Sam Eastman reports about a summer trip to the remote Cirque of the Unclimbables in the Northwest Territories to attempt Great Canadian Knife 5.13. They were forced to leave early after an unexpected snow storm.
On Aug. 4, Ben Homer, my dad Matt Zaleski and I left Finlayson Lake in the Yukon Territory. We then met a helicopter pilot in the North West Territories to bump us into the base camp for Mount Proboscis. Probosicis is the much bigger and steeper neighbour of the Lotus Flower Tower.
Most people walk to to the Lotus base camp from the float plane drop off at Glacier Lake. Proboscis sits above the Lotus Flower Tower, in a sheltered valley. From the information we could gather, the last party into the Proboscis base camp was there nine years ago. It took Layton Kor, Royal Robbins, and Jim McCarthy 15 days to walk into the valley below Proboscis. Being somewhat softer and more time restricted due to work commitments, we decided to spend literally all our money on a helicopter flight. Thanks to the John Lauchlan Award for helping us with funding.
It was quite difficult to explain to the helicopter pilot that we didn’t want to go shoot goats from his chopper like his typical clients, we wanted to be dropped off under a mountain he had never heard off. After a short flight we found Todd Skinner’s base camp. How can you tell it was Todd’s? There were bolts on every boulder for tarps and hanging food.
When we first arrived, we had about five days of snow and rain, with one night of around 10cm of snow that actually stuck around. This set the tone of the trip. We had originally set out to try and free the Spanish route from 1995. The issue was the Spanish route requires several rope lengths of lower slabs that are constantly bombed by rocks as quite a substantial freeze thaw cycle would happen each day. Another issue, the Spanish Route looked similar in difficulty to the Dawn Wall with 2,000 feet of climbing with not a single ledge, and unrealistic for us. All of the other crack lines had been climbed by Barry, Scott Cosgrove, Mason Earle, Robbins/Kor, Wharton/Copp and a few others. It was a gnarly stadium.
Skinner, Paul Piana and Galen Rowell’s Great Canadian Knife route had never seen a second ascent and looked wild. The Spanish brothers (Iker and Eneko Pou) tried to repeat it but got shut down, seemingly by the weather. It made it a bit more of an appealing prospect. The Knife sticks 30-40 feet out from the wall and ran the entire height of the wall. Because you are so far from the rest of the wall on the Knife, ww were able to climb with minimal amounts of falling ice and rock hitting us. Every night the top of the wall would freeze up, and then the rest of the next day it would all fall off. So, the Knife seemed like the best option for self preservation.
When Skinner and Piana sent, they spent two nights on the wall and gave it a grave of VI 5.13b. That was certainly a bit intimidating. Plus, it’s stacked at 5.13a, 5.12b/d, (different topos give different grades), 5.12d, 5.13b and 5.12b. I ended up breaking a hold on the first 5.13 pitch and now it’s probably the crux. In most climbing publications, it’s reported that the Knife is a giant sport route. In actuality it’s a bit of a run-out horror show, to give Skinner and Piana the credit they deserve.
I counted approximately 10 bolts on the 60-metre crux pitch. It seems they didn’t have enough bolts and would just drill holes for skyhooks to aid the wall and then place the occasional piece of fixed pro. Anyway, Ben and I climbed all the crux pitches, while my dad hiked most days on his own. Then we cleaned the cruxes up and got them totally dialed. Our plan was to rest up and fire the first 15 pitches to the top of the Knife feature that had a huge ledge at the top. We planned to camp there, do the extra six to 10 rope-lengths to the summit and figure out the descent ridge. You can’t rap the route after pitch 11.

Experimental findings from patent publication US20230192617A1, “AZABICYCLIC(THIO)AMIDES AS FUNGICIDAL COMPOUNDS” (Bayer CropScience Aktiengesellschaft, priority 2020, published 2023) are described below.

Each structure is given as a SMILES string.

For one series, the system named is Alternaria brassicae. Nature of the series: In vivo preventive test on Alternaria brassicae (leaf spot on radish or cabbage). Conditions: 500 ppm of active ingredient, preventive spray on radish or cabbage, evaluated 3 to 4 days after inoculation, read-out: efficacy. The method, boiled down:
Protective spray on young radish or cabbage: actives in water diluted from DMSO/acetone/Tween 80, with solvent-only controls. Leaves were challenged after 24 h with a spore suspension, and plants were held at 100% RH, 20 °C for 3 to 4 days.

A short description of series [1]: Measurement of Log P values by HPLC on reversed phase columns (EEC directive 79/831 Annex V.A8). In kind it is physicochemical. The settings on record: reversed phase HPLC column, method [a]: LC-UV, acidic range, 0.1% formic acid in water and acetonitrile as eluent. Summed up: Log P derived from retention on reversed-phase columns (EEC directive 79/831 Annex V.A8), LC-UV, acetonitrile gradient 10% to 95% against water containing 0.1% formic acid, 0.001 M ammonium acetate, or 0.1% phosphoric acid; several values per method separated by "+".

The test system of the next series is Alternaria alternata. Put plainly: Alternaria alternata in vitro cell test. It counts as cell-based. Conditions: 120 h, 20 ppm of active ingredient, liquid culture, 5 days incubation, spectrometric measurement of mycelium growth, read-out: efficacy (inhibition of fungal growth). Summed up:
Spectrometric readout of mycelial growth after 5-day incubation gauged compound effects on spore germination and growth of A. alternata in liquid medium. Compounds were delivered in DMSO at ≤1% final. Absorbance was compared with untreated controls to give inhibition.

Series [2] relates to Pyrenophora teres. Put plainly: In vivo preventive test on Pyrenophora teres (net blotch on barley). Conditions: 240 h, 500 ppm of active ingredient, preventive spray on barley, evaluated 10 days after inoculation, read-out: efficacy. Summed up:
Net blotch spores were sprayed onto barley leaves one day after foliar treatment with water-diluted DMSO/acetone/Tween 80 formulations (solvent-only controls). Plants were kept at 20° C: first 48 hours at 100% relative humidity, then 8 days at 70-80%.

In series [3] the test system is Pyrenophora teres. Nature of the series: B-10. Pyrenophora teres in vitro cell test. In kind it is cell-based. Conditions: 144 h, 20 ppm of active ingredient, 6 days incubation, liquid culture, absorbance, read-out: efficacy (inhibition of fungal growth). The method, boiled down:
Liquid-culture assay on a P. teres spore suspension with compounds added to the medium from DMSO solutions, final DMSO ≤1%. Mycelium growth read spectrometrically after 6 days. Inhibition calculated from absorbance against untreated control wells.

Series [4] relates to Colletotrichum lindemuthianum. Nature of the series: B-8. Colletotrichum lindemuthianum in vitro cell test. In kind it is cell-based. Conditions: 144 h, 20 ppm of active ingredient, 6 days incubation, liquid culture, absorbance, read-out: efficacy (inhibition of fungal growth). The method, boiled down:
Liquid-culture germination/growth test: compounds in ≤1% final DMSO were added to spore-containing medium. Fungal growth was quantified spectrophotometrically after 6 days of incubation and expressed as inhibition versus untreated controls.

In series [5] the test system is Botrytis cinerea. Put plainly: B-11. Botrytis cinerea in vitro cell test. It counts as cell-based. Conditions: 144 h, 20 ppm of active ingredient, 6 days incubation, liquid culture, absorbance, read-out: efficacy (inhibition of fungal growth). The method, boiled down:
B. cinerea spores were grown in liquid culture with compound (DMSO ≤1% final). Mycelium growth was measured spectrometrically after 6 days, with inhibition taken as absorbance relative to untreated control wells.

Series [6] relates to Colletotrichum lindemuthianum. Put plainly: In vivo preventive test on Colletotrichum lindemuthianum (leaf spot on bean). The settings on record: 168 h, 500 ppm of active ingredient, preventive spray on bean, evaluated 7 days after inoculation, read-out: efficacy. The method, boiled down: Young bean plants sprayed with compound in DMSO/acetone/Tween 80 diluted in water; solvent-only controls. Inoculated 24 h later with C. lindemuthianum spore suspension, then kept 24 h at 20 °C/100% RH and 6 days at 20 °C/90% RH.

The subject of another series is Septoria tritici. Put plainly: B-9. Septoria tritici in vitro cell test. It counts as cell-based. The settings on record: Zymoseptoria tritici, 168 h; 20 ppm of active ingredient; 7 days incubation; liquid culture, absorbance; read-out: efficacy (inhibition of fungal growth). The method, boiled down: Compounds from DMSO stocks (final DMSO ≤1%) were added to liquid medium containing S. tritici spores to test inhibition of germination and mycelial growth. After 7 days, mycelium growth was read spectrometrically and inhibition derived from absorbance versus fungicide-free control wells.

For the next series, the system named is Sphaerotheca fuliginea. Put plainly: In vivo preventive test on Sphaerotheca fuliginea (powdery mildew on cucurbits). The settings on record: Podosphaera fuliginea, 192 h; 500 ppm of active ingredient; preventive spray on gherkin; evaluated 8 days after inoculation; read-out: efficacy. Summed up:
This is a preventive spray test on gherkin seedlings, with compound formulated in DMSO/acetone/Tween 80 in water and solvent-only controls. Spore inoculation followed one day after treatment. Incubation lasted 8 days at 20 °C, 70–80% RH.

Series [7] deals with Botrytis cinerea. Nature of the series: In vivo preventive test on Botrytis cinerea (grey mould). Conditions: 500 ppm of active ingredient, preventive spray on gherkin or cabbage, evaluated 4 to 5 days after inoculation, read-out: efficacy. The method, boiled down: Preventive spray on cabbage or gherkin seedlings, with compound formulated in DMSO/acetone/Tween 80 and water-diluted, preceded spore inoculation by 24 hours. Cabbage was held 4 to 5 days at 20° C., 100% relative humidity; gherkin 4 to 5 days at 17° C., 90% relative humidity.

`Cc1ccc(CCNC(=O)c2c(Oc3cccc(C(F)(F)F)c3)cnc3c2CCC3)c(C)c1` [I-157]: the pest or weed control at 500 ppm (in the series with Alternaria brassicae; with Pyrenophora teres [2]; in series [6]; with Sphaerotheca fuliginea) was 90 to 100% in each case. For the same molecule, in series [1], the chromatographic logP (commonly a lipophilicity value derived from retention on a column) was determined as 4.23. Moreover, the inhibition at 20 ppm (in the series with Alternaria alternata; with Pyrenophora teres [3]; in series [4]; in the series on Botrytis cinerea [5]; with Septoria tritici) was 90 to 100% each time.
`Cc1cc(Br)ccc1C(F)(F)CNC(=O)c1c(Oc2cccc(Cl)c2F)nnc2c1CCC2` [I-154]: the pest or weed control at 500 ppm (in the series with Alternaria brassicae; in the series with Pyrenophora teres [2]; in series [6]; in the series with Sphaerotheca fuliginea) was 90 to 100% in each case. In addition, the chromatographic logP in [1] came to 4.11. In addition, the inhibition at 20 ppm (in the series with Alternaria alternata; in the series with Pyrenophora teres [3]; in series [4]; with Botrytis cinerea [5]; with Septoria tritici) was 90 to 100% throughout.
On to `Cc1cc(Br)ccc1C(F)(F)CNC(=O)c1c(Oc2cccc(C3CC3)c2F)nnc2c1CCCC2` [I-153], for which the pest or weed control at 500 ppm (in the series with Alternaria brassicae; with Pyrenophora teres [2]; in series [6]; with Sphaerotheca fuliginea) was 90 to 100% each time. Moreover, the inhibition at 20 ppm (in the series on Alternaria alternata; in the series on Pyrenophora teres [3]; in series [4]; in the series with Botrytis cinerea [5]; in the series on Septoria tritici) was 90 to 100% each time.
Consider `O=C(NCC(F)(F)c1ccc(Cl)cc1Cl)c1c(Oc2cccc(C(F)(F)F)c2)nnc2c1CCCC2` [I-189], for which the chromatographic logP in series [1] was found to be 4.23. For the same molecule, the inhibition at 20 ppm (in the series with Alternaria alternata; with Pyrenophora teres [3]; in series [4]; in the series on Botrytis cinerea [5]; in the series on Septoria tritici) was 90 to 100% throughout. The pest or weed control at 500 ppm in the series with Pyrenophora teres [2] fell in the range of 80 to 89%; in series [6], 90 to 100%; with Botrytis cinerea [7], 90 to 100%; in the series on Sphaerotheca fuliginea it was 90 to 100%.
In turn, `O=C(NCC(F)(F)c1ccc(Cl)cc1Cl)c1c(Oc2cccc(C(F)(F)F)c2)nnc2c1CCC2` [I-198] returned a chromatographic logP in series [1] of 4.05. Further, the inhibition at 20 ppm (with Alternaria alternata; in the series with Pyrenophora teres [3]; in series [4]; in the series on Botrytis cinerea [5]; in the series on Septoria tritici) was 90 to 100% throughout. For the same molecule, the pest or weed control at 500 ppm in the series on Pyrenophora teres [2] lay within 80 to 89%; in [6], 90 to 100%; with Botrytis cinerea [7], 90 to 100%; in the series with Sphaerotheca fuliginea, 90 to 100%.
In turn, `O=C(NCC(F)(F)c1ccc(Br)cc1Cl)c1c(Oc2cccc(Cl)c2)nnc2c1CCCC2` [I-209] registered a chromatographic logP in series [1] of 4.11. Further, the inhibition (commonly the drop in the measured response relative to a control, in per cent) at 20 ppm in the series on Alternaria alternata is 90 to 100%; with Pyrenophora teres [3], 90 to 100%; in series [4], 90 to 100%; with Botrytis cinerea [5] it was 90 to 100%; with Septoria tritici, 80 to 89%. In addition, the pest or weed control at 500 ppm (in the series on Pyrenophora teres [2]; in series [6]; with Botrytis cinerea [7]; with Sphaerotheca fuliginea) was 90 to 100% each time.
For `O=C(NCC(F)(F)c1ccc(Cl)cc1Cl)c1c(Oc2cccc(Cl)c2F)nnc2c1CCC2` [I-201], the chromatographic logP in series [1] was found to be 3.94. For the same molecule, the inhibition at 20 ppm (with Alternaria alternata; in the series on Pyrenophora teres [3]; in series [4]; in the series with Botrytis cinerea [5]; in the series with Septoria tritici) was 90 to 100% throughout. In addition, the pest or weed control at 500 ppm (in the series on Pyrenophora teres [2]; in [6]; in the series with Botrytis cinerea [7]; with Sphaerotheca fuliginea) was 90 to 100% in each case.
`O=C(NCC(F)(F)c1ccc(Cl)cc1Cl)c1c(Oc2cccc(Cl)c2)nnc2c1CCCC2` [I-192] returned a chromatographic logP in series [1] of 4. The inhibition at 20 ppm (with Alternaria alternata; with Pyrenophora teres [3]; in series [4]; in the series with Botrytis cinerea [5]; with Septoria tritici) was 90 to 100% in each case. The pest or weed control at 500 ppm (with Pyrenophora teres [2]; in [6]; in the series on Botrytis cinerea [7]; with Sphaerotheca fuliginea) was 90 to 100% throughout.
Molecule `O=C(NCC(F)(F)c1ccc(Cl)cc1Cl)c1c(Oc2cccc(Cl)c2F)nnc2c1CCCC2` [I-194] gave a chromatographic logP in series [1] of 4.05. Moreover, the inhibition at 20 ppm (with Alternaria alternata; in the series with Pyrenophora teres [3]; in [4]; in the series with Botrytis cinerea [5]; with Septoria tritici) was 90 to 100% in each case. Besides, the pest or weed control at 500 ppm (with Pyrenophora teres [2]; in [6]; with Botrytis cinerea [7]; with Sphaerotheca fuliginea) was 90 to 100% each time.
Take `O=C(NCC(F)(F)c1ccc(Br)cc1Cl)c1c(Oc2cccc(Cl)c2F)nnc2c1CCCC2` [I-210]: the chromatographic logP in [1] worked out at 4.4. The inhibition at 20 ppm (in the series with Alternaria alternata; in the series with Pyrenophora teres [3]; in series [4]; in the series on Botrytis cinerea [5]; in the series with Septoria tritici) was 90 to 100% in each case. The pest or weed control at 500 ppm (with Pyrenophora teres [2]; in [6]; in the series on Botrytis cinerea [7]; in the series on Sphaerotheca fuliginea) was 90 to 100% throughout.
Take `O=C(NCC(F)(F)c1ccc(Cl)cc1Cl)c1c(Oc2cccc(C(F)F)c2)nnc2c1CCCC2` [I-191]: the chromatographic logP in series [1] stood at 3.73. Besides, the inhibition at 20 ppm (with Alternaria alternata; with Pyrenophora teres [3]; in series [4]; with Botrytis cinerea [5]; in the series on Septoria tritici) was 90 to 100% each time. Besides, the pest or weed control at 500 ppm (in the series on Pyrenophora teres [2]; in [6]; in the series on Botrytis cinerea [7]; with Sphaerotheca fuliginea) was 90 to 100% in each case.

The night after we had everything established to make our final push, the weather dropped to -5 at 2,000m (our basecamp) and it snowed about two feet. We gave it an attempt in the storm, but it was spin-drifting on us while we tried to rock climb. Both Ben and I got hit with falling snow and rock. Facing such hazards and the large amount of wet, new snow we pulled the gear we had on the crux pitches and sat in the tent to wait out the storm.
Unfortunately the forecasts we were getting indicated that there was no clearing trend coming within the next five days. As we were running out of time in our three weeks allotted in the area we made the decision to abandon our attempt. We had used the brief weather windows we had to free-climb the lower route, but we didn’t get the weather we needed to attempt to take the climb to the top. Eventually, having made the decision to abandon our effort, we took the opportunity when the helicopter pilot had a morning to fly and we left.
The trip was a learning experience for us. We learned how to equip a longer trip like this, a lot about logistics and transport in the mountains, and about the strategies needed to take on such a difficult climb in the wilds. We would have liked to have made an attempt on the entire line, but a summer of turbulent weather slowed us down.
We would like to thank the John Lauchlan Award for helping us find the trip. We thought attempting the iconic Great Canadian Knife would be a fitting tribute to the memory of John Lauchlan. In the end we return with a new appreciation of the difficulties of such a climb, and of the greater than expected costs of accessing such remote mountains.
Read the story of the first ascent of the Great Canadian Knife in the American Alpine Journal here.
Sout Ridge IV 5.7 A2
Piton Karmik VI 5.10b A3
The Great Canadian Knife VI 5.13b
Yukon Tears VI, 5.12c
The Grendel VI, 5.10, A4
At Dawn We Ride VI, 5.12cR
SE Face (Original Route) VI 5.9+ A3
Women at Work VI, 5.12R
Via Costa Brava VI 5.12R
Crazy Horse VI, 5.11a A4
NE Face V 5.9 A2